None of this criticism of the video is relevant to the DVD; nor will it matter to those with poor eyesight or who watch on less than full-resolution HDTVs or who view from a distance greater than recommended for a given screen size. I for one was hoping for something visually splendid, something like "Planet Earth" or the BBC's "Yellowstone," something, quite frankly, that would help to justify my investment in home theater. The National Parks doesn't do it.
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on October 2, 2009
I have always been in awe when visiting America's National Parks. Like most people, I take these wonders for granted, never had a good understanding of how they came to being. This documentary, though it contains breathtaking scenes, isn't all about the ooohhhs and aaahhhhhs of the National Parks. As the title suggests it's America's Best Idea, the documentary builds on how hard fought the idea was, like many great ideas. Most of us know very little about our national treasures. We may know that John Muir fought hard as a conservationist but many may not know that trying to prevent Hetch Hetchy valley from being dammed and flooded took the life out of him. I remember learning Teddy Roosevelt was a Rough Rider in school but never knew the major role he played at conservation and that even he and all his powers as President could only made the Grand Canyon a National Monument. Those of us who enjoy the great outdoors owe it to Muir and Roosevelt and others such as Stephen Mather and John D. Rockefeller, Jr. The idea didn't come easy or free and some people put their lives and/or fortunes into making sure that Nature's Majesties are conserved for all to enjoy. Besides the beautiful scenes, the documentary is very informative and educational and a must for those who enjoy America's National Parks. This series would make a very nice addition to one's video collection and a must for those who enjoy the great outdoors.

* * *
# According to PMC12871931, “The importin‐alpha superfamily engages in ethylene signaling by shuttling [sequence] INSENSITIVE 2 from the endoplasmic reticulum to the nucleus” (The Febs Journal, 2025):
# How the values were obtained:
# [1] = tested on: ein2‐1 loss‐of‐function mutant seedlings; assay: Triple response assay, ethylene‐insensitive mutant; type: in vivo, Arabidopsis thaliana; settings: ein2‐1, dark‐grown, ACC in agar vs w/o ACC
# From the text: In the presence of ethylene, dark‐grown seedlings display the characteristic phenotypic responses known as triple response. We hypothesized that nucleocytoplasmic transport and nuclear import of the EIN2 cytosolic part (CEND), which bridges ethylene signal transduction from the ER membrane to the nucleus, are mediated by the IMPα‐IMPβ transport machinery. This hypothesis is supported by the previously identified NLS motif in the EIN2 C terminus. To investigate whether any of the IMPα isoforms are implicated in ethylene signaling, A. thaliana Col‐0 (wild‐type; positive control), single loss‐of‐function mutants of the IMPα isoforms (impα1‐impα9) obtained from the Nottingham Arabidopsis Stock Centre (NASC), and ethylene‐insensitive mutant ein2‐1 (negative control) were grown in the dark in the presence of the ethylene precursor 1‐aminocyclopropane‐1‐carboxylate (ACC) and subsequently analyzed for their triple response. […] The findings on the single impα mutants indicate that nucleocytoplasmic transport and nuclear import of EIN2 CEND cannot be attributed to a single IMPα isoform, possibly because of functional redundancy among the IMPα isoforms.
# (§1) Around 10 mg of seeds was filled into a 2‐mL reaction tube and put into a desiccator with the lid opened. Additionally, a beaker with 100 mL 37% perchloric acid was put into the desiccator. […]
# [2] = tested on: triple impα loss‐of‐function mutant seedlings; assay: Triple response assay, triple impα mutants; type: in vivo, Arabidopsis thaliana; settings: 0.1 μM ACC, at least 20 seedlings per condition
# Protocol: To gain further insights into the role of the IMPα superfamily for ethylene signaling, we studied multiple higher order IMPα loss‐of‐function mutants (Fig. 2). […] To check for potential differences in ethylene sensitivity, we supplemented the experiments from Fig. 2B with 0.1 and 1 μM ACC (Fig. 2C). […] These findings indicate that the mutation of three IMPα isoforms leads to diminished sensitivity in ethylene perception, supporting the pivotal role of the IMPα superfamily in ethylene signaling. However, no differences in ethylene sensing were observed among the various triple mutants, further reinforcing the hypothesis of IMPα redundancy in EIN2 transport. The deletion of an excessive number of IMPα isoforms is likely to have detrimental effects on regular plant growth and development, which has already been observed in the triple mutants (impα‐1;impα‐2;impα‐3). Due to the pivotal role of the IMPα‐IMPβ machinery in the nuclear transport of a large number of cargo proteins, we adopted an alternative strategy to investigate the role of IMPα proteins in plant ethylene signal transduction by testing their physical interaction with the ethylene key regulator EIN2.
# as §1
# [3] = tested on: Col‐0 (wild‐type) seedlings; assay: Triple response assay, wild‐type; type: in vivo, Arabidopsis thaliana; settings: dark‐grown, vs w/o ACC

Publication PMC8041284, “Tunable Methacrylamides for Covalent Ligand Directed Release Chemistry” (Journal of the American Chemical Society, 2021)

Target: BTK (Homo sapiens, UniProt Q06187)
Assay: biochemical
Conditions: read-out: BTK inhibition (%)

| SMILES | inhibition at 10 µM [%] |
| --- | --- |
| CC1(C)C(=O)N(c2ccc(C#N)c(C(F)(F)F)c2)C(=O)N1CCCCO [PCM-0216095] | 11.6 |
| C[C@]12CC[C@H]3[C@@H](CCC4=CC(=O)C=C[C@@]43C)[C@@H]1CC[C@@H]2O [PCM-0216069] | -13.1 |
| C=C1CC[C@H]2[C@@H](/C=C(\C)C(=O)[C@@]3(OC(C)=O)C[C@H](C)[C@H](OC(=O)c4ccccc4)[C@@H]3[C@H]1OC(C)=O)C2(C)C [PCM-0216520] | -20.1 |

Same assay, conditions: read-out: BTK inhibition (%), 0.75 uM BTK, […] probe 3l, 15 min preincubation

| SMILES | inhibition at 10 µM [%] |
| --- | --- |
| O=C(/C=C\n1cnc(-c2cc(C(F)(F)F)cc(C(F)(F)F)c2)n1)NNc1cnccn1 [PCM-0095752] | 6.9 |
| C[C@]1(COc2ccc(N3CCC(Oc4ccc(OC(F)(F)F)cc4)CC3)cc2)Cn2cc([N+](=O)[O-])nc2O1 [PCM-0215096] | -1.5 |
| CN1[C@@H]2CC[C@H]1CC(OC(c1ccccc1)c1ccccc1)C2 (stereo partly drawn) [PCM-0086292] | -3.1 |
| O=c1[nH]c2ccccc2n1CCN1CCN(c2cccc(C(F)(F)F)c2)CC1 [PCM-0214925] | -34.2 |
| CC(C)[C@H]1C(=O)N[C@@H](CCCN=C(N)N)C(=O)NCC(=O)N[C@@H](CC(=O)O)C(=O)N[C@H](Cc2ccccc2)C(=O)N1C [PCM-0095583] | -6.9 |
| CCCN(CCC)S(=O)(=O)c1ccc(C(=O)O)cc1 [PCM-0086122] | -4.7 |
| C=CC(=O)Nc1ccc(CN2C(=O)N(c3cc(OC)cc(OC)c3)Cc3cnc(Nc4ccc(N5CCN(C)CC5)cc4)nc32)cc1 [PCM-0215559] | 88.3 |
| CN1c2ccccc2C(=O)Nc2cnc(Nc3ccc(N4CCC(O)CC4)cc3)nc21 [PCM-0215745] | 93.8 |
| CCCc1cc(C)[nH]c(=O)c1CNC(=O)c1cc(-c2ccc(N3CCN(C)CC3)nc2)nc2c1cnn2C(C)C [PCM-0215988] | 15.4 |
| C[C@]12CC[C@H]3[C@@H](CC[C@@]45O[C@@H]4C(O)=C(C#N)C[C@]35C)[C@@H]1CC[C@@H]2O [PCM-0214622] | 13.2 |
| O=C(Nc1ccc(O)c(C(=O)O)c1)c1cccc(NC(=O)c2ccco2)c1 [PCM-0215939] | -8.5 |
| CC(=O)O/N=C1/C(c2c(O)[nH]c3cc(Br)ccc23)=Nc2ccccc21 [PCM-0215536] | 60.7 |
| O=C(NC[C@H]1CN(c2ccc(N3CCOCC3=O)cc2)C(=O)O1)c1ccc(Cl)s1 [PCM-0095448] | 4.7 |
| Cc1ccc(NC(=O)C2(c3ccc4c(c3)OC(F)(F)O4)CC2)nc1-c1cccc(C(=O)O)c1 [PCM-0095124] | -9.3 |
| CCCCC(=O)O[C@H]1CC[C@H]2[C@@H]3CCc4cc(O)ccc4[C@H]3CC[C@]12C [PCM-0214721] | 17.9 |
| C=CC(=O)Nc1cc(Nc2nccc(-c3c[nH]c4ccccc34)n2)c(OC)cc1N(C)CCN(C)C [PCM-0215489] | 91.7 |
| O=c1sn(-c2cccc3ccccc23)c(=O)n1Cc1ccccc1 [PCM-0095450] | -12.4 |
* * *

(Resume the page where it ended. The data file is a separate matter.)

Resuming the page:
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on October 1, 2009